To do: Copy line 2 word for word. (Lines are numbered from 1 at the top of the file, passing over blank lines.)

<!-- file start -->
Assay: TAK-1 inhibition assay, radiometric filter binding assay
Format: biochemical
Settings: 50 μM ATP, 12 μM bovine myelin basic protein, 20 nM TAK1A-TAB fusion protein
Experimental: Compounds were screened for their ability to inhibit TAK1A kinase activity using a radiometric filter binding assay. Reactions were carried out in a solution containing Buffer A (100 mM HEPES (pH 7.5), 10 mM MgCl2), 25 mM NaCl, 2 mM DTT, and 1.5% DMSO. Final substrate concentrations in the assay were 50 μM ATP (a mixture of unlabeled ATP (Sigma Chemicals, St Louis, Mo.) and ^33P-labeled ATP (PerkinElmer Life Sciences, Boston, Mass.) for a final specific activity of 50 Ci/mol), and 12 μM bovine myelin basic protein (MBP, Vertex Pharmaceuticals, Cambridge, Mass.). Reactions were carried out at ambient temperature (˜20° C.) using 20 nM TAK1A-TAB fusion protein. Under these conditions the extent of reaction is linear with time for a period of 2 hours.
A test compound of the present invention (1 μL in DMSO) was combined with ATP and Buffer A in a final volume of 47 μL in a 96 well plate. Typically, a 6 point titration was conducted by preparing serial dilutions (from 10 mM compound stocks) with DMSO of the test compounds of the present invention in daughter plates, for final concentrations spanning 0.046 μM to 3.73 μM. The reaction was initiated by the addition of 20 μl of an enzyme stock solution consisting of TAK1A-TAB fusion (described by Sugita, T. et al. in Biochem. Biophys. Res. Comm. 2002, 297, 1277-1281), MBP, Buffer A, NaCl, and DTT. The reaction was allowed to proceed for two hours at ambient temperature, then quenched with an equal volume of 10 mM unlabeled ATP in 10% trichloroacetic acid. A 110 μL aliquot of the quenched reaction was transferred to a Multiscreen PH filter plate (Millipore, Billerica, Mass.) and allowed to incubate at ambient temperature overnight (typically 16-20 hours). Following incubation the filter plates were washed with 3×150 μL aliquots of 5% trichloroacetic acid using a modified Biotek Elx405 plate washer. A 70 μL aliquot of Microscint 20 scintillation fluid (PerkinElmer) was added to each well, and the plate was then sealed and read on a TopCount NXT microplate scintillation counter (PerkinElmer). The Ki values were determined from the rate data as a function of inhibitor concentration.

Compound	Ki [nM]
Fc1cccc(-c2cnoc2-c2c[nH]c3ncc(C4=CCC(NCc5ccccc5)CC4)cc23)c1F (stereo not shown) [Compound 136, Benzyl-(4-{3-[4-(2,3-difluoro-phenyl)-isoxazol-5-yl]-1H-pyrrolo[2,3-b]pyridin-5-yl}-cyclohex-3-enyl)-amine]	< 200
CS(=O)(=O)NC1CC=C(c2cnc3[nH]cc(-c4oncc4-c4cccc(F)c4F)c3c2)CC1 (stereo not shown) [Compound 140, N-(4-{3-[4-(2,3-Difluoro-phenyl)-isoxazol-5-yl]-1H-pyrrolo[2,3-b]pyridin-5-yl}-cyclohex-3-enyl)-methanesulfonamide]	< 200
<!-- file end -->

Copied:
Format: biochemical